Pew in Europe

The European Union, or EU, contributes to the widespread overexploitation of the world’s oceans. In fact, EU fish stocks are in a worse state than the global average. More than 39 percent of the assessed stocks in the Atlantic Ocean are overfished, as are over 95 percent of assessed stocks in the Mediterranean Sea. In the Baltic Sea, five out of seven fish stocks are overfished.

The EU has one of the largest fleets in the world, as well as the largest exclusive economic zone. As the world’s biggest importer of seafood, the EU has significant political influence in international forums. By encouraging the adoption of science-based and precautionary management measures, it can also play a critical role in intergovernmental and global meetings. Still, its fisheries management policies are at times poorly developed or not fully implemented.

Globally, tuna stocks remain overexploited, and many shark species are assessed as threatened with extinction. Illegal, unreported, and unregulated, or IUU, fishing is undermining fisheries management measures. And despite international commitments, less than 1 percent of the world’s oceans have been fully protected.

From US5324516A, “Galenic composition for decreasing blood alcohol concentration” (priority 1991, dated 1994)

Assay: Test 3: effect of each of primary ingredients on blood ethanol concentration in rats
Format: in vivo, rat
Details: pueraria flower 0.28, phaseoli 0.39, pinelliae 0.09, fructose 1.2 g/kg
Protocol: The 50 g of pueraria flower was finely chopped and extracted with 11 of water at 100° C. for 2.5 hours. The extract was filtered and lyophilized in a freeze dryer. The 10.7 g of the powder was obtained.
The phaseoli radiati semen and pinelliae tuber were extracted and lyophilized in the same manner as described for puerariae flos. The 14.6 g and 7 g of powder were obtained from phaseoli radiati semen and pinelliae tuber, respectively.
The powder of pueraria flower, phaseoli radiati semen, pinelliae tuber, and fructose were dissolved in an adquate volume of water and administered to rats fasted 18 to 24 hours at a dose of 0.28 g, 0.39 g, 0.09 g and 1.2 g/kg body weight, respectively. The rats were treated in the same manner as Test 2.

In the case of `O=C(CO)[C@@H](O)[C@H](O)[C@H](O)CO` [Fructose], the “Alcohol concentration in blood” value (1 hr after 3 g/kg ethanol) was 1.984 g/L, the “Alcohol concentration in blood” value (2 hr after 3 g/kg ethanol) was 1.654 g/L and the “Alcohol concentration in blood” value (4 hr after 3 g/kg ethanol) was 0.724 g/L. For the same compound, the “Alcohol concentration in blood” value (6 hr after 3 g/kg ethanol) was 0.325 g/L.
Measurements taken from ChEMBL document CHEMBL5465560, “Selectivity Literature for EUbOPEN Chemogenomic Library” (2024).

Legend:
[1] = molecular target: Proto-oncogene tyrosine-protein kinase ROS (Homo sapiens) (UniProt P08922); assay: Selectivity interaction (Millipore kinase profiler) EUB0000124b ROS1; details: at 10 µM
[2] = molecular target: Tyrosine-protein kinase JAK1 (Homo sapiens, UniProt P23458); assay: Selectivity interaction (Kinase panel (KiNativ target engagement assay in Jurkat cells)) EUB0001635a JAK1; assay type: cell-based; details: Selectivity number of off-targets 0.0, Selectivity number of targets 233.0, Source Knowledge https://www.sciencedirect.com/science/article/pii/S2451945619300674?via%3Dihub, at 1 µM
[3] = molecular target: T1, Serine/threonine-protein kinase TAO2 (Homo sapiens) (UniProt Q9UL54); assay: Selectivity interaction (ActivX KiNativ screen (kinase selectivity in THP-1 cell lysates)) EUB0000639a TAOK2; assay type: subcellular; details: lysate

However, the situation in the EU is improving and can improve globally. Stricter control and enforcement legislation is being implemented, and more stringent rules to prevent, deter, and eliminate illegal fishing have been introduced. In 2013, the EU set targets to end overfishing by 2015, where possible, and by 2020 at the latest, and to restore fish stocks to sustainable levels. Pew has been working actively on these issues in Europe since 2004 by providing evidence-based research, educating the public about marine conservation issues, and promoting sound conservation policy.

To learn more about Pew’s work in Europe, please visit


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